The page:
3.1 Synaptic plasticity in the corticostriatal pathway
OIST Researchers Dr Tomomi Shindou and Dr Mayumi Ochi-Shindou

Dopamine release occurs in the brain in response to unexpected rewards and stimuli predicting rewards. Dopamine-dependent plasticity is a potential cellular mechanism underlying reinforcement learning in the striatum. We aim to determine by what rules and mechanisms the dopamine signal is translated into changes in synaptic efficacy?

We previously showed that corticostriatal synapses exhibit dopamine dependent plasticity according to a “three factor rule” for synaptic modification. In particular, a conjunction of presynaptic cortical input and postsynaptic striatal output results in long-term potentiation (LTP) when associated with dopamine inputs, but long-term depression (LTD) in the absence of dopamine. Thus, dopamine may facilitate selection of particular pathways among the matrix of corticostriatal input-output possibilities. However, the nature of this interaction requires further study.

The spiny projection neurons of the striatum differentially express dopamine D1 and D2 receptors. Since D1 and D2 receptor activation causes opposing biochemical responses, different rules for synaptic plasticity may apply to each category.  In order to definitively identify D1 and D2 neurons we are using BAC transgenic mice that selectively express green fluorescent protein (GFP) in either D1 or D2 cells.

Using these transgenic mice we tested the hypothesis that dopamine differentially regulates synaptic plasticity in dopamine D1 versus dopamine D2 receptor expressing subtypes of striatal neuron. We found tLTD in dopamine D1a receptor-expressing neurons but not in dopamine D2 cells.  Our ongoing work is investigating the biophysical basis for these differences.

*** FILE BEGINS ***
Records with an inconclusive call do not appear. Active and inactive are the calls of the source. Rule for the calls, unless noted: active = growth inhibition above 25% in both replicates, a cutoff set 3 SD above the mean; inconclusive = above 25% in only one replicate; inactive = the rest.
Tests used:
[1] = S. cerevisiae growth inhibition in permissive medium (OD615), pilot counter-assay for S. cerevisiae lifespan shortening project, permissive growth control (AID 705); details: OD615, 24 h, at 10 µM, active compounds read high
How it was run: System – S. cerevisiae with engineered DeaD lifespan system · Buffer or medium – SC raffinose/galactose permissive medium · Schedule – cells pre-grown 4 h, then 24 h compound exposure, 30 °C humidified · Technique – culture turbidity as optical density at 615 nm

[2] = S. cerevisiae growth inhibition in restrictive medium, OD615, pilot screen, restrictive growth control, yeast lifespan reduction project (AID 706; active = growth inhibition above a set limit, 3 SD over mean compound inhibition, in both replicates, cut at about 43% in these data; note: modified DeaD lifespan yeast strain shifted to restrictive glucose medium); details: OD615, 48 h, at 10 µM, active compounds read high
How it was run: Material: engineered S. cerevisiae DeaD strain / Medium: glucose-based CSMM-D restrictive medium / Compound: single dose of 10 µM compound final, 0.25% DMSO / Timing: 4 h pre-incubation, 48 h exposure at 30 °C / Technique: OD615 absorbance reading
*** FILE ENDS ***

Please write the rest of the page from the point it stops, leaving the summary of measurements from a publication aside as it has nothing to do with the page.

3.2 Role of cholinergic interneurons in the striatum
OIST Researchers Dr Sho Aoki, Ms. Aya Zucca and Mr. Andrew Liu

Striatal cholinergic interneurons play an important but incompletely understood role in movement and learning functions of the striatal network. Striatal cholinergic interneurons fire tonically in different activity patterns: regular, irregular and bursts. Behavioral studies show that salient cues and rewards, important in reinforcement learning, cause a pause in firing of presumed cholinergic interneurons. Often these pauses are associated with a following burst. Using an optogenetic approach we are studying how the burst depends on the trajectory of the membrane potential during the pause. We have successfully expressed halorhodopsin selectively in cholinergic interneurons to reliably pause the cholinergic neurons with light. By changing the shape of the LED power command, we were able to, on average, significantly decrease the rebound firing but not in every trial. If we are able to prevent extra spikes after the pause, we hope to separately identify the role of the pause from the burst at the postsynaptic cell level or in certain behaviors. We have also undertaken behavioural studies that aim to elucidate the role of cholinergic interneurons using rats with immunotoxin-induced specific lesions of the cholinergic interneurons in different striatal regions.

3.3 The nature and timing of the dopamine signal in the striatum during learning
Collaboration with Professor Brian Hyland, University of Otago, New Zealand

Using fast-scan cyclic voltammetry we are investigating dopamine signaling in awake rats during learning of simple stimulus-reward associations. We are currently studying how the dopamine signal is modified by drugs that change dopamine reuptake by the dopamine transporter, or regulation of dopamine release by dopamine D2 receptors.